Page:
Hiten Shah on how to avoid common pitfalls of product development

In today’s fast-changing business environment, it’s critical to consistently come up with valid product ideas, scale them and move forward to create the future for your customers. That’s a tough goal, but San Francisco-based entrepreneur Hiten Shah has mastered the art, even with a team that’s distributed all over the world. Working remotely for more than 15 years, Hiten has created several successful SaaS brands (FYI, KISSmetrics, Crazy Egg and others) and wrote the popular book 5 Habits to Building Better Products Faster. We asked Hiten for his insights on building and scaling successful products and how to avoid common mistakes that PMs make.

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What you need to know to build digital products that people want to use:


1

When you build something, ask yourself, ‘Do enough customers really need it?’ It’s also important to talk to customers in an unbiased way. Ask for their opinions instead of their feedback.

2

When it comes to discovering people’s problems, ask for stories. Once you have enough of them you will find the “pattern of pain.”

3

When you are done with research, create the marketing material before coding anything, like the Product Hunt launch assets. That way you’ll choose a future reality for the customer.

In your book, you said that it’s a mistake when startup founders “assume there is one right answer to what customers actually want.” Why do you think this problem is so common?

People build things that they think people want, but when they actually give it to their customers, they don’t want it. Founders are building things that they want, not the customers. When you build something, it’s important to ask, “Do customers really need it? Are there enough of them?”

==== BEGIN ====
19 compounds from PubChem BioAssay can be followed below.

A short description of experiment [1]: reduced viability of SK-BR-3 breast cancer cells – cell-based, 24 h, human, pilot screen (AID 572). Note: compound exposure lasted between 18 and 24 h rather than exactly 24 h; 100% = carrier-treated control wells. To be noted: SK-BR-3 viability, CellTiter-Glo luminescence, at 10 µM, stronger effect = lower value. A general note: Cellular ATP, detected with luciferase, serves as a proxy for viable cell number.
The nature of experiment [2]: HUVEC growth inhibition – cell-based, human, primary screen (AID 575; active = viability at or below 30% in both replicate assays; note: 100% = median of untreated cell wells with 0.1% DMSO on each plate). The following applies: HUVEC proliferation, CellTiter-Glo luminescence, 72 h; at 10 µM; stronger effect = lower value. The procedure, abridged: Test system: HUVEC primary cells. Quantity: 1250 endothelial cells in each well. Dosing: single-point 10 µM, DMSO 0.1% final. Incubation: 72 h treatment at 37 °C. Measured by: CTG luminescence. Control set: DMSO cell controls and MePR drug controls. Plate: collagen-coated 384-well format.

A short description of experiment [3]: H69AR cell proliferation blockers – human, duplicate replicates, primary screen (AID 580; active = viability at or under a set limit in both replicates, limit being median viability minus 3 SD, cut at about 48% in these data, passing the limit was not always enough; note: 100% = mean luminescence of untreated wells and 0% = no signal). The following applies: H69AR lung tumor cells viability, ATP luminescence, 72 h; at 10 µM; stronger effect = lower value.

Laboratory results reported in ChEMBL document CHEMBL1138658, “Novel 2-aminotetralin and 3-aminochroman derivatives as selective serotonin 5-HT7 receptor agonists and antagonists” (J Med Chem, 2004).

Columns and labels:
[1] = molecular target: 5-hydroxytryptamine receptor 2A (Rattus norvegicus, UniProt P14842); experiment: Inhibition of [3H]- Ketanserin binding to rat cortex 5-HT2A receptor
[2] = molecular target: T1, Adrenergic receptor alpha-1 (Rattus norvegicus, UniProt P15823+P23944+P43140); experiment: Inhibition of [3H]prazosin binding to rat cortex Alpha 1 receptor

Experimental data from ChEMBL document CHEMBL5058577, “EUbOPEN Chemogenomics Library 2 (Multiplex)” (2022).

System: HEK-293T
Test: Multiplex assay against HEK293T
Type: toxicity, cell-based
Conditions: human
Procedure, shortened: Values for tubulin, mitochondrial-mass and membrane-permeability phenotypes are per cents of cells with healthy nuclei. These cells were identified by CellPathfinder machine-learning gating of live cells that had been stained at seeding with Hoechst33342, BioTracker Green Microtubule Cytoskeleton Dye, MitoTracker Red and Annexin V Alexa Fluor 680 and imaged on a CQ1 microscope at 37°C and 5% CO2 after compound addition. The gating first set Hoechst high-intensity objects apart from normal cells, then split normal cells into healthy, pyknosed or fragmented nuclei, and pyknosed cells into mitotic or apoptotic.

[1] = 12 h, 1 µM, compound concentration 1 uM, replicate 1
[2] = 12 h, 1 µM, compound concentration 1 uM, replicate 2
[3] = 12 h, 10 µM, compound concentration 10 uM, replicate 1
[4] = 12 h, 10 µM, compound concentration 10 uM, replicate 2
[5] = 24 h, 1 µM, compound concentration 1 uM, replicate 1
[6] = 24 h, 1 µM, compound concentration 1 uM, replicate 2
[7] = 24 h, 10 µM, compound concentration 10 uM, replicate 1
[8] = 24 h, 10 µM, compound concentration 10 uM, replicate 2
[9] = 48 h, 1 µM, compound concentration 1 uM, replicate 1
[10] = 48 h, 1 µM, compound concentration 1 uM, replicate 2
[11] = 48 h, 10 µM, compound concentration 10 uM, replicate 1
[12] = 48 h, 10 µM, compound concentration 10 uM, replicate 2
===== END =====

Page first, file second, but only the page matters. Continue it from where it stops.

You never want customers telling you, “I need this.” Instead, you want customers to say, “This is my most important problem right now.” You have to figure out what customers really care about. Do they need it solved so badly that it’s worth your time? The most innovative solutions come from identifying people’s core problems.

If you have an existing product, don’t just add new features. Find out what people’s problems are, now that they’re using your product. You might realize that you don’t need to add a new feature; you need to make improvements.

If you don’t have a product yet, then it’s really important to talk to customers in an unbiased way. Tip #1: ask for people’s opinions instead of their help or feedback. Nobody wants to give another person feedback, but everyone is willing to share their opinion. That’s a key nuance that people struggle with.

When it comes to discovering people’s problems, one thing that works well is asking for stories. “Tell me about a time when you had trouble communicating with your remote team.” This is key information I would ask for if I were doing research on RealtimeBoard.

Once I hear enough stories, I will find what I call the “pattern of pain (PoP).” It’s my key for customer development. If the people you’re talking to are of a similar demographic, you’ll find a pattern after a few dozen interviews.

Profile


Hiten Shah

Hiten Shah is a co-founder of several SaaS companies including FYI, Crazy Egg, Product Habits and KISSmetrics. Hiten has an email newsletter called The Weekly Habit, where he shares the best links of the week for anyone interested in Product. He is also a co-host of the podcast The Startup Chat. You can follow Hiten on Twitter or LinkedIn.

Nobody wants to give another person feedback, but everyone is willing to share their opinion

5 Habits to Building Better Products Faster

Can you give me an example of going from a problem that you wanted solved to a problem that is important for the market and for your audience?